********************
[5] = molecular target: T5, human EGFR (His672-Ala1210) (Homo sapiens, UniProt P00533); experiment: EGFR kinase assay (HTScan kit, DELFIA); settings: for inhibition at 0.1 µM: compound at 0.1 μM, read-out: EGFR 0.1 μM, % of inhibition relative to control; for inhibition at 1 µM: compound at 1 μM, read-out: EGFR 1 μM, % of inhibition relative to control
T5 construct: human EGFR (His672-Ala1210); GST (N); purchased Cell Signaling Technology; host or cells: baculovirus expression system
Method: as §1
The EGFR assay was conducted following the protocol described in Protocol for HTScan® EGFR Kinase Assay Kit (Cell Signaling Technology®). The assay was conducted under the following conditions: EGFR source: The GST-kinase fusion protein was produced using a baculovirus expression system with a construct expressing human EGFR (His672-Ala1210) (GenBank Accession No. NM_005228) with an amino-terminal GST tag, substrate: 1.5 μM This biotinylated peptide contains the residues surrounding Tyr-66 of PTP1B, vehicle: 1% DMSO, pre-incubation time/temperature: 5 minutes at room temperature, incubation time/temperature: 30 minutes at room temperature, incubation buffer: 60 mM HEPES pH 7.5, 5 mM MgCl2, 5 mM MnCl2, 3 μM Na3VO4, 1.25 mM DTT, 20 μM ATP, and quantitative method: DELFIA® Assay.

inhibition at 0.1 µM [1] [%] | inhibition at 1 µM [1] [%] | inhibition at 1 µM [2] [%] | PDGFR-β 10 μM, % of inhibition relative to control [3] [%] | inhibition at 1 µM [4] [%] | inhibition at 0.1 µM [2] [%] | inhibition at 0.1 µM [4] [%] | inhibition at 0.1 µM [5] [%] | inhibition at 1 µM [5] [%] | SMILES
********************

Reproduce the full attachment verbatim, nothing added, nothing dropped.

[5] = molecular target: T5, human EGFR (His672-Ala1210) (Homo sapiens, UniProt P00533); experiment: EGFR kinase assay (HTScan kit, DELFIA); settings: for inhibition at 0.1 µM: compound at 0.1 μM, read-out: EGFR 0.1 μM, % of inhibition relative to control; for inhibition at 1 µM: compound at 1 μM, read-out: EGFR 1 μM, % of inhibition relative to control
T5 construct: human EGFR (His672-Ala1210); GST (N); purchased Cell Signaling Technology; host or cells: baculovirus expression system
Method: as §1
The EGFR assay was conducted following the protocol described in Protocol for HTScan® EGFR Kinase Assay Kit (Cell Signaling Technology®). The assay was conducted under the following conditions: EGFR source: The GST-kinase fusion protein was produced using a baculovirus expression system with a construct expressing human EGFR (His672-Ala1210) (GenBank Accession No. NM_005228) with an amino-terminal GST tag, substrate: 1.5 μM This biotinylated peptide contains the residues surrounding Tyr-66 of PTP1B, vehicle: 1% DMSO, pre-incubation time/temperature: 5 minutes at room temperature, incubation time/temperature: 30 minutes at room temperature, incubation buffer: 60 mM HEPES pH 7.5, 5 mM MgCl2, 5 mM MnCl2, 3 μM Na3VO4, 1.25 mM DTT, 20 μM ATP, and quantitative method: DELFIA® Assay.

inhibition at 0.1 µM [1] [%] | inhibition at 1 µM [1] [%] | inhibition at 1 µM [2] [%] | PDGFR-β 10 μM, % of inhibition relative to control [3] [%] | inhibition at 1 µM [4] [%] | inhibition at 0.1 µM [2] [%] | inhibition at 0.1 µM [4] [%] | inhibition at 0.1 µM [5] [%] | inhibition at 1 µM [5] [%] | SMILES